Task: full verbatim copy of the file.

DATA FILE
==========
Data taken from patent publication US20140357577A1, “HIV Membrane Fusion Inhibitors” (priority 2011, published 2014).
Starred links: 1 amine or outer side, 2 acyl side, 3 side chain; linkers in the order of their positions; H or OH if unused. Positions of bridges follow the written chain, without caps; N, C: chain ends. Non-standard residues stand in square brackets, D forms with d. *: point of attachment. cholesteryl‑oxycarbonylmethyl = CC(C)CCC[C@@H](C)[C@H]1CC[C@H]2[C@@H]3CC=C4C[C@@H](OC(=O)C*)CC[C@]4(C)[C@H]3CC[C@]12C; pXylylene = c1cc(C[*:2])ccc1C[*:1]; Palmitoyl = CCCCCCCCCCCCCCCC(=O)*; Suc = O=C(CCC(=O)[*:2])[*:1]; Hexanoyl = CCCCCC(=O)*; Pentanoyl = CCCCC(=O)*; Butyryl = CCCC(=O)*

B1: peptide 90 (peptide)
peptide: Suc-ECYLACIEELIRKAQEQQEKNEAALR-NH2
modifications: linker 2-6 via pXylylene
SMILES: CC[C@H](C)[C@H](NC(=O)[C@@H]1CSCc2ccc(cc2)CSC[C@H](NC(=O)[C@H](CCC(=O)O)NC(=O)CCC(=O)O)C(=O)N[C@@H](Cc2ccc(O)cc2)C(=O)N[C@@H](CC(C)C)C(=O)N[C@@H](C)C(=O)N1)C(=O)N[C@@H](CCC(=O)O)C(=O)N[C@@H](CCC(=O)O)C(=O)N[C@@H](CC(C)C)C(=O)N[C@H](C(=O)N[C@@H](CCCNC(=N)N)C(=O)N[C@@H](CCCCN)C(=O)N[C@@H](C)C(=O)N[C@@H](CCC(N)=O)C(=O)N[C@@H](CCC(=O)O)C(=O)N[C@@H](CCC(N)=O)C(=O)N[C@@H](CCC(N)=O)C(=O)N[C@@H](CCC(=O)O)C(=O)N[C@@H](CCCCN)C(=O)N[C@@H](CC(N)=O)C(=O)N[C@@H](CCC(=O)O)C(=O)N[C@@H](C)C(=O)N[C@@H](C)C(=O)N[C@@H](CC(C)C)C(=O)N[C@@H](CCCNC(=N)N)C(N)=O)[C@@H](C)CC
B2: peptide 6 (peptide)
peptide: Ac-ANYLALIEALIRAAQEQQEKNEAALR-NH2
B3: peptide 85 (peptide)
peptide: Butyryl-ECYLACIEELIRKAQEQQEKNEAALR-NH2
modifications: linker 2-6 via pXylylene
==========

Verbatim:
Data taken from patent publication US20140357577A1, “HIV Membrane Fusion Inhibitors” (priority 2011, published 2014).
Starred links: 1 amine or outer side, 2 acyl side, 3 side chain; linkers in the order of their positions; H or OH if unused. Positions of bridges follow the written chain, without caps; N, C: chain ends. Non-standard residues stand in square brackets, D forms with d. *: point of attachment. cholesteryl‑oxycarbonylmethyl = CC(C)CCC[C@@H](C)[C@H]1CC[C@H]2[C@@H]3CC=C4C[C@@H](OC(=O)C*)CC[C@]4(C)[C@H]3CC[C@]12C; pXylylene = c1cc(C[*:2])ccc1C[*:1]; Palmitoyl = CCCCCCCCCCCCCCCC(=O)*; Suc = O=C(CCC(=O)[*:2])[*:1]; Hexanoyl = CCCCCC(=O)*; Pentanoyl = CCCCC(=O)*; Butyryl = CCCC(=O)*

B1: peptide 90 (peptide)
peptide: Suc-ECYLACIEELIRKAQEQQEKNEAALR-NH2
modifications: linker 2-6 via pXylylene
SMILES: CC[C@H](C)[C@H](NC(=O)[C@@H]1CSCc2ccc(cc2)CSC[C@H](NC(=O)[C@H](CCC(=O)O)NC(=O)CCC(=O)O)C(=O)N[C@@H](Cc2ccc(O)cc2)C(=O)N[C@@H](CC(C)C)C(=O)N[C@@H](C)C(=O)N1)C(=O)N[C@@H](CCC(=O)O)C(=O)N[C@@H](CCC(=O)O)C(=O)N[C@@H](CC(C)C)C(=O)N[C@H](C(=O)N[C@@H](CCCNC(=N)N)C(=O)N[C@@H](CCCCN)C(=O)N[C@@H](C)C(=O)N[C@@H](CCC(N)=O)C(=O)N[C@@H](CCC(=O)O)C(=O)N[C@@H](CCC(N)=O)C(=O)N[C@@H](CCC(N)=O)C(=O)N[C@@H](CCC(=O)O)C(=O)N[C@@H](CCCCN)C(=O)N[C@@H](CC(N)=O)C(=O)N[C@@H](CCC(=O)O)C(=O)N[C@@H](C)C(=O)N[C@@H](C)C(=O)N[C@@H](CC(C)C)C(=O)N[C@@H](CCCNC(=N)N)C(N)=O)[C@@H](C)CC
B2: peptide 6 (peptide)
peptide: Ac-ANYLALIEALIRAAQEQQEKNEAALR-NH2
B3: peptide 85 (peptide)
peptide: Butyryl-ECYLACIEELIRKAQEQQEKNEAALR-NH2
modifications: linker 2-6 via pXylylene